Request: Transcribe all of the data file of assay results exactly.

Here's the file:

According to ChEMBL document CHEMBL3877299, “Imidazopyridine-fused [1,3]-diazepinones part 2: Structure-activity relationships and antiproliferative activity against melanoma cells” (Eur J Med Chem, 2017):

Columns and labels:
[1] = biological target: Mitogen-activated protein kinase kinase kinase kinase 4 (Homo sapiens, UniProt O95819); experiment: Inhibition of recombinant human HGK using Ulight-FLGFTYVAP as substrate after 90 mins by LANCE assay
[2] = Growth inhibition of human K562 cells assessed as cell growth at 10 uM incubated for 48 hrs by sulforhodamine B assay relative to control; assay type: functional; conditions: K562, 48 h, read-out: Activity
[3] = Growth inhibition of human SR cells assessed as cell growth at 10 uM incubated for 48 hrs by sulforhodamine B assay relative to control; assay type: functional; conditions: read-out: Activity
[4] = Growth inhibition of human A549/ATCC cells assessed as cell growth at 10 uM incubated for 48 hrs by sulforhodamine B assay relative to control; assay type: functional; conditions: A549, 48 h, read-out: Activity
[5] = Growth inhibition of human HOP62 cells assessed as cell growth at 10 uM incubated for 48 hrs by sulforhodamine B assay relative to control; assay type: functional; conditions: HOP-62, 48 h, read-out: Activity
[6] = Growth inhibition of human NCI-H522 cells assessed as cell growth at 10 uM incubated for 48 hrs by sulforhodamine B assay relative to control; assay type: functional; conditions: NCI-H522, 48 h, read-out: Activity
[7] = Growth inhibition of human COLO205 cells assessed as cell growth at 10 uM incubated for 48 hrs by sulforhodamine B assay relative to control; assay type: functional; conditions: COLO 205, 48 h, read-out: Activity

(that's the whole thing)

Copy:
According to ChEMBL document CHEMBL3877299, “Imidazopyridine-fused [1,3]-diazepinones part 2: Structure-activity relationships and antiproliferative activity against melanoma cells” (Eur J Med Chem, 2017):

Columns and labels:
[1] = biological target: Mitogen-activated protein kinase kinase kinase kinase 4 (Homo sapiens, UniProt O95819); experiment: Inhibition of recombinant human HGK using Ulight-FLGFTYVAP as substrate after 90 mins by LANCE assay
[2] = Growth inhibition of human K562 cells assessed as cell growth at 10 uM incubated for 48 hrs by sulforhodamine B assay relative to control; assay type: functional; conditions: K562, 48 h, read-out: Activity
[3] = Growth inhibition of human SR cells assessed as cell growth at 10 uM incubated for 48 hrs by sulforhodamine B assay relative to control; assay type: functional; conditions: read-out: Activity
[4] = Growth inhibition of human A549/ATCC cells assessed as cell growth at 10 uM incubated for 48 hrs by sulforhodamine B assay relative to control; assay type: functional; conditions: A549, 48 h, read-out: Activity
[5] = Growth inhibition of human HOP62 cells assessed as cell growth at 10 uM incubated for 48 hrs by sulforhodamine B assay relative to control; assay type: functional; conditions: HOP-62, 48 h, read-out: Activity
[6] = Growth inhibition of human NCI-H522 cells assessed as cell growth at 10 uM incubated for 48 hrs by sulforhodamine B assay relative to control; assay type: functional; conditions: NCI-H522, 48 h, read-out: Activity
[7] = Growth inhibition of human COLO205 cells assessed as cell growth at 10 uM incubated for 48 hrs by sulforhodamine B assay relative to control; assay type: functional; conditions: COLO 205, 48 h, read-out: Activity